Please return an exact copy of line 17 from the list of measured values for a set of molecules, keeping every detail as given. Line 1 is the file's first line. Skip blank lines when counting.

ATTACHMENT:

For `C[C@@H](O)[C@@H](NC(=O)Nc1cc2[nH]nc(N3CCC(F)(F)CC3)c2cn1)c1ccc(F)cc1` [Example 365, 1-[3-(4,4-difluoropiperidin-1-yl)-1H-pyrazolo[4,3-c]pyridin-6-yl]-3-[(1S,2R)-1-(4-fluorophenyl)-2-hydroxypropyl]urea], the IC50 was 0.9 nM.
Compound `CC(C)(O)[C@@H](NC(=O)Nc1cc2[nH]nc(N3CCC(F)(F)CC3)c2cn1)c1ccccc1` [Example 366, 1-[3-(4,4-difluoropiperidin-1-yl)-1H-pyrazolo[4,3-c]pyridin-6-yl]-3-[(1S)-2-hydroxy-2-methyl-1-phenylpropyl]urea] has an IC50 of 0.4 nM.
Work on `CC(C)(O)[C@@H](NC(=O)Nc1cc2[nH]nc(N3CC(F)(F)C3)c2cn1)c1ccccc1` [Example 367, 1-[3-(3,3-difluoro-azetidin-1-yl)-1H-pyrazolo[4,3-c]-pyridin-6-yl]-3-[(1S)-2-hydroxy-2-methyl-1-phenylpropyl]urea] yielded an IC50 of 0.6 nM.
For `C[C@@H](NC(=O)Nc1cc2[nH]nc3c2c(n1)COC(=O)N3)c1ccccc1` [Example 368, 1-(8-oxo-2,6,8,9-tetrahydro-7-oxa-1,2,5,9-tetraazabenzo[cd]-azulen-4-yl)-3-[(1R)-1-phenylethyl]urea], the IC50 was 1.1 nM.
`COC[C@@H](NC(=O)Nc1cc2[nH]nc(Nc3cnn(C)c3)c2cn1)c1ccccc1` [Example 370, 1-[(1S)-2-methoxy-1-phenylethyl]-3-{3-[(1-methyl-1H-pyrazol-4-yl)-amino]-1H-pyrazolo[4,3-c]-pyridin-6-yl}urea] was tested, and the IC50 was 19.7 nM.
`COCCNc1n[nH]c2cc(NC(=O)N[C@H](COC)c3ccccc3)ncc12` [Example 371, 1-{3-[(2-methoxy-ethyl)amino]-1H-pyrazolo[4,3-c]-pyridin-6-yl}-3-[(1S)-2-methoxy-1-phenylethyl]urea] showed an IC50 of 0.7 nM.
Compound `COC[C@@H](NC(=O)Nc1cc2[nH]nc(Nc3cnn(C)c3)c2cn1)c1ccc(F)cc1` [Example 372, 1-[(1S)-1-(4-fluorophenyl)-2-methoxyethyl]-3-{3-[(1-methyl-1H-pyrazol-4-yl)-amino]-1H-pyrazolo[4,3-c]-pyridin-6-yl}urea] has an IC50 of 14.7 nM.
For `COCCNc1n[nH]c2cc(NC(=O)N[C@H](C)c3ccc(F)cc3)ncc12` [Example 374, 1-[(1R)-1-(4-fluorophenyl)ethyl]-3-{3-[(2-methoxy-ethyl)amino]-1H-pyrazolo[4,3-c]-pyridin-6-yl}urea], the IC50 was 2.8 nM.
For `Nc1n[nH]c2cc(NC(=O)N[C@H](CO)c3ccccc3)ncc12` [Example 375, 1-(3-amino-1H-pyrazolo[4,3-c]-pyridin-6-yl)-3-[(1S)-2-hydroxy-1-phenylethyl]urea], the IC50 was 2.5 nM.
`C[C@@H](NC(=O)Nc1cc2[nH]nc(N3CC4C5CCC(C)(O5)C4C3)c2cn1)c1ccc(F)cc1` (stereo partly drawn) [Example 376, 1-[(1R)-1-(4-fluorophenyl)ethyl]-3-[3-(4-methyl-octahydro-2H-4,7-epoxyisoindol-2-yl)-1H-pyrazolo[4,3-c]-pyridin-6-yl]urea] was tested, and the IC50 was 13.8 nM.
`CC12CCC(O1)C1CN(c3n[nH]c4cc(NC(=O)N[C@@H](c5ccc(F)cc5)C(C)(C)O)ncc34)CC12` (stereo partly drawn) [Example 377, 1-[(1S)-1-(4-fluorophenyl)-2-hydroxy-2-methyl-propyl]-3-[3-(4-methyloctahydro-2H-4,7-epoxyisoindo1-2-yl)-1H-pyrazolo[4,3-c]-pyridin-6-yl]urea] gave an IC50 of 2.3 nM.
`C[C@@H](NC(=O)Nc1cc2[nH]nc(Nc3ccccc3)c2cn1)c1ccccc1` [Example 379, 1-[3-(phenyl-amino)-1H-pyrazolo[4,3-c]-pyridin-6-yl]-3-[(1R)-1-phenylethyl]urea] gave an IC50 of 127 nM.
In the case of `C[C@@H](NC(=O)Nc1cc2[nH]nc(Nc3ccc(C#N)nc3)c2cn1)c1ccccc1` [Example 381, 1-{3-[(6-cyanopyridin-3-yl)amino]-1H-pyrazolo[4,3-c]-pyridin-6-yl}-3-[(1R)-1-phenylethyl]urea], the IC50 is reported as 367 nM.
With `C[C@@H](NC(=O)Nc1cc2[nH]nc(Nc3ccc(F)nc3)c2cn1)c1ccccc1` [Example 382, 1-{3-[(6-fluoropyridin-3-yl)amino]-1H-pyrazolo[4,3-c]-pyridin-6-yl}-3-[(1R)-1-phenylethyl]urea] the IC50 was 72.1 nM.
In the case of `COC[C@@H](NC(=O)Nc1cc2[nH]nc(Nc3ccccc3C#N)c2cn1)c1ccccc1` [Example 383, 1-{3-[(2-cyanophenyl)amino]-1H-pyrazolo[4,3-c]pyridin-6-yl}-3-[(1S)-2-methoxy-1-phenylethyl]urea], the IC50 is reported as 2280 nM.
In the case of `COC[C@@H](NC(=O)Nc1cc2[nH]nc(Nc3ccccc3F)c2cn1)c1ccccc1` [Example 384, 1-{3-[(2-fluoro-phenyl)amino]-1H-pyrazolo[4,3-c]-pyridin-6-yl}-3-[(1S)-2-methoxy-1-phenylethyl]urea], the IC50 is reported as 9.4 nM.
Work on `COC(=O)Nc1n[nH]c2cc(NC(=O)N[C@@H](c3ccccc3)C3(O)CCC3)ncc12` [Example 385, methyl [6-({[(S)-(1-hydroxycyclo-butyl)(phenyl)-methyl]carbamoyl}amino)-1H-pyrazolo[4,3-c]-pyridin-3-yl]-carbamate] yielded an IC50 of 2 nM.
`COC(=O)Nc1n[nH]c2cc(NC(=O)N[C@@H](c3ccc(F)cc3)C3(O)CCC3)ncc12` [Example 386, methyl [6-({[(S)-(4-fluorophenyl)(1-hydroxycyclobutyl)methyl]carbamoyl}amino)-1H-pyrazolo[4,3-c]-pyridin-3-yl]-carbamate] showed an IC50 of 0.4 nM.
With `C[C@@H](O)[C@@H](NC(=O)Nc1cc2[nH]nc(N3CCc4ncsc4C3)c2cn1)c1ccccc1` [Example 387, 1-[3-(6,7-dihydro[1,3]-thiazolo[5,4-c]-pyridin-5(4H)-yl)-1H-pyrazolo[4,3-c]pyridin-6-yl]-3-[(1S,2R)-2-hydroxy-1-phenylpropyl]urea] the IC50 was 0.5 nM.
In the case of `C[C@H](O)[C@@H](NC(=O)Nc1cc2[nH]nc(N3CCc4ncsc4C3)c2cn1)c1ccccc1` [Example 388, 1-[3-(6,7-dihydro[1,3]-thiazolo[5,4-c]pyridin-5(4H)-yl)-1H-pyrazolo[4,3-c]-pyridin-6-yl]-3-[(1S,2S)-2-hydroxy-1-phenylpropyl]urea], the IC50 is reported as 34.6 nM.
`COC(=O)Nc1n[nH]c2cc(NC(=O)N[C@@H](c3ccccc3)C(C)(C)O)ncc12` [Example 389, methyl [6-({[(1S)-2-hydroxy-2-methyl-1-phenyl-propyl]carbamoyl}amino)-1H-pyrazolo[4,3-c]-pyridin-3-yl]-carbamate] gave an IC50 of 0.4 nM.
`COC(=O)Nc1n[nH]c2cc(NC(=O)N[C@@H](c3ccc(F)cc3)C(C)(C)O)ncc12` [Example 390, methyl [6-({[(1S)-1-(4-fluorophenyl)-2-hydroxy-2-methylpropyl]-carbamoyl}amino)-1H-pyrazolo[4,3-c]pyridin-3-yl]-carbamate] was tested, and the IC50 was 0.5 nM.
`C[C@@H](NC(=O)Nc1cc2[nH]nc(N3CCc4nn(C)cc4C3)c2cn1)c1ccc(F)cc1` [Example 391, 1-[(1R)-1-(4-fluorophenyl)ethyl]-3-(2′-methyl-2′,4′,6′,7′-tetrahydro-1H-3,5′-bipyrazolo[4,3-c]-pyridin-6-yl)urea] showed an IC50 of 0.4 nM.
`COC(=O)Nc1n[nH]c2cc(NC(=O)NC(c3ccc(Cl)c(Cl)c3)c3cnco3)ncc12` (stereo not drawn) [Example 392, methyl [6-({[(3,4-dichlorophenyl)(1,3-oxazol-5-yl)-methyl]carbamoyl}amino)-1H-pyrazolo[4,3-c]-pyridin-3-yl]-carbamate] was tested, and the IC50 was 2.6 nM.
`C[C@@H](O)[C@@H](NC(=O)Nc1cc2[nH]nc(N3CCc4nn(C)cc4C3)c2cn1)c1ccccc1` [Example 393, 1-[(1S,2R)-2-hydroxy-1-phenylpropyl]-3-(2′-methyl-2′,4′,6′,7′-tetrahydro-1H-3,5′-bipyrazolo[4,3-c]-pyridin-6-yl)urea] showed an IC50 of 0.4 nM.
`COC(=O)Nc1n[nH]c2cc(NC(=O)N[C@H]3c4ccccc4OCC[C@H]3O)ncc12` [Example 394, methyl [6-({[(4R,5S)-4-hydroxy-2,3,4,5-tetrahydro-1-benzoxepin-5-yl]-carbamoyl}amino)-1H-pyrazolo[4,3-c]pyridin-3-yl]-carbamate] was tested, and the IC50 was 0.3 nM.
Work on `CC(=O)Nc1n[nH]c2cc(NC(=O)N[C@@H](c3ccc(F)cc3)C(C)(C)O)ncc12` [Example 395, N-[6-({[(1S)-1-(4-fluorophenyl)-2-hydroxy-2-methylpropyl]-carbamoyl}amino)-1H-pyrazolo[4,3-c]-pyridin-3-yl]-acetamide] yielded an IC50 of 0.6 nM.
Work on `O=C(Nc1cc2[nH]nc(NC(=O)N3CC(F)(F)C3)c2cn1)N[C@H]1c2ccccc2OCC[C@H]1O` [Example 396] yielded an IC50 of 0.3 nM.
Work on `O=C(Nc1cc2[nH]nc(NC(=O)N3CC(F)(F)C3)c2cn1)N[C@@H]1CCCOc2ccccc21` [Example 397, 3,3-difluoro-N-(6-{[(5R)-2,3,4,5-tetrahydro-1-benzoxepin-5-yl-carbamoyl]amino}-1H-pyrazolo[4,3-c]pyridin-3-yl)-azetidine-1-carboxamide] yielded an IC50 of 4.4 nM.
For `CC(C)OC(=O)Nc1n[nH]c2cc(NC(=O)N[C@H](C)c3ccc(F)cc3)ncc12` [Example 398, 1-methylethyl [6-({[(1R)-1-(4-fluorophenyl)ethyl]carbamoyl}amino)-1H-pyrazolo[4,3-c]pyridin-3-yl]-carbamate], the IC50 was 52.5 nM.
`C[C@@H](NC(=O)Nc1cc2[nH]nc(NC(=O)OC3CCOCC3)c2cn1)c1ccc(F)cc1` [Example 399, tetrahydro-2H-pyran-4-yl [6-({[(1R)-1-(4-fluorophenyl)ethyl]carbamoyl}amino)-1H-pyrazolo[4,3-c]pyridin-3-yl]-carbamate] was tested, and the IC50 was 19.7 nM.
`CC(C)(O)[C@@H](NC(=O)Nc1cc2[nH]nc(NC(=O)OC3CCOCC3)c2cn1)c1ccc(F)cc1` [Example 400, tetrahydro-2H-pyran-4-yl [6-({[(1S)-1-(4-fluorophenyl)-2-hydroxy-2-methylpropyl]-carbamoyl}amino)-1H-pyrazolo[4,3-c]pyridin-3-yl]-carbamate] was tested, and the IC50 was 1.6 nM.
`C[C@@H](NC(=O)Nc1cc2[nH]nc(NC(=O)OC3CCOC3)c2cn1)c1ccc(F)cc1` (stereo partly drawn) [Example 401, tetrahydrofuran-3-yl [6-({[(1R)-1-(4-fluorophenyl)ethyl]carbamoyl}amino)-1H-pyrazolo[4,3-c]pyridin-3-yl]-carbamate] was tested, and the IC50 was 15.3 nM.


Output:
Work on `COC(=O)Nc1n[nH]c2cc(NC(=O)N[C@@H](c3ccccc3)C3(O)CCC3)ncc12` [Example 385, methyl [6-({[(S)-(1-hydroxycyclo-butyl)(phenyl)-methyl]carbamoyl}amino)-1H-pyrazolo[4,3-c]-pyridin-3-yl]-carbamate] yielded an IC50 of 2 nM.